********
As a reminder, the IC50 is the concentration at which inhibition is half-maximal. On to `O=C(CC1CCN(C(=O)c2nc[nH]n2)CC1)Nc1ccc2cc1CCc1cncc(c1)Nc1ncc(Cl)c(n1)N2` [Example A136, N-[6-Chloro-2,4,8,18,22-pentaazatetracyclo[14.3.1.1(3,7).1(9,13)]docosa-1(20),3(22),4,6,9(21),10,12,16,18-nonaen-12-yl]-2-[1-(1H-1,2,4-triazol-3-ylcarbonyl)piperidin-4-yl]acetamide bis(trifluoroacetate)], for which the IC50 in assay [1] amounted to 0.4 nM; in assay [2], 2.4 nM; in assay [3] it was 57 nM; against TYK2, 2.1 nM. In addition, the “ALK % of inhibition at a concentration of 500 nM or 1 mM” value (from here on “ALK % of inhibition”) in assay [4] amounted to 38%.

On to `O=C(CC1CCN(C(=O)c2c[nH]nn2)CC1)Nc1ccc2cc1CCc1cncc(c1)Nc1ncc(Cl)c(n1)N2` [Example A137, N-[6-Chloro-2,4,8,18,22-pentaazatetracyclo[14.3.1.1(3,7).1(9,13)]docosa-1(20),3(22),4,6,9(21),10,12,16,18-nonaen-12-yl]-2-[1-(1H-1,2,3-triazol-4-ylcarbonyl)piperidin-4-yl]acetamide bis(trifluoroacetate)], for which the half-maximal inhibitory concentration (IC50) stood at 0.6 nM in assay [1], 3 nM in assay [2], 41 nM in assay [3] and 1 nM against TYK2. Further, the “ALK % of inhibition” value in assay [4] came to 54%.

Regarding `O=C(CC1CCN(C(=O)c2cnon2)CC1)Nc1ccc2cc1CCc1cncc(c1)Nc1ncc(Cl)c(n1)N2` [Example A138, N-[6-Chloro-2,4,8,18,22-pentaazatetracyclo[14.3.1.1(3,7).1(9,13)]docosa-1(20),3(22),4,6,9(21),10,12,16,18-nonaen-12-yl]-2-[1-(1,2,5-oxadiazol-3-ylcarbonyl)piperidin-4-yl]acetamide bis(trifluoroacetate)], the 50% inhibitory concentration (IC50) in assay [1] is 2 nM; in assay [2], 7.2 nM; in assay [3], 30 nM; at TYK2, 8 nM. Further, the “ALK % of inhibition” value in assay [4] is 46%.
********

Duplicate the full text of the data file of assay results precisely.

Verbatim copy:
As a reminder, the IC50 is the concentration at which inhibition is half-maximal. On to `O=C(CC1CCN(C(=O)c2nc[nH]n2)CC1)Nc1ccc2cc1CCc1cncc(c1)Nc1ncc(Cl)c(n1)N2` [Example A136, N-[6-Chloro-2,4,8,18,22-pentaazatetracyclo[14.3.1.1(3,7).1(9,13)]docosa-1(20),3(22),4,6,9(21),10,12,16,18-nonaen-12-yl]-2-[1-(1H-1,2,4-triazol-3-ylcarbonyl)piperidin-4-yl]acetamide bis(trifluoroacetate)], for which the IC50 in assay [1] amounted to 0.4 nM; in assay [2], 2.4 nM; in assay [3] it was 57 nM; against TYK2, 2.1 nM. In addition, the “ALK % of inhibition at a concentration of 500 nM or 1 mM” value (from here on “ALK % of inhibition”) in assay [4] amounted to 38%.

On to `O=C(CC1CCN(C(=O)c2c[nH]nn2)CC1)Nc1ccc2cc1CCc1cncc(c1)Nc1ncc(Cl)c(n1)N2` [Example A137, N-[6-Chloro-2,4,8,18,22-pentaazatetracyclo[14.3.1.1(3,7).1(9,13)]docosa-1(20),3(22),4,6,9(21),10,12,16,18-nonaen-12-yl]-2-[1-(1H-1,2,3-triazol-4-ylcarbonyl)piperidin-4-yl]acetamide bis(trifluoroacetate)], for which the half-maximal inhibitory concentration (IC50) stood at 0.6 nM in assay [1], 3 nM in assay [2], 41 nM in assay [3] and 1 nM against TYK2. Further, the “ALK % of inhibition” value in assay [4] came to 54%.

Regarding `O=C(CC1CCN(C(=O)c2cnon2)CC1)Nc1ccc2cc1CCc1cncc(c1)Nc1ncc(Cl)c(n1)N2` [Example A138, N-[6-Chloro-2,4,8,18,22-pentaazatetracyclo[14.3.1.1(3,7).1(9,13)]docosa-1(20),3(22),4,6,9(21),10,12,16,18-nonaen-12-yl]-2-[1-(1,2,5-oxadiazol-3-ylcarbonyl)piperidin-4-yl]acetamide bis(trifluoroacetate)], the 50% inhibitory concentration (IC50) in assay [1] is 2 nM; in assay [2], 7.2 nM; in assay [3], 30 nM; at TYK2, 8 nM. Further, the “ALK % of inhibition” value in assay [4] is 46%.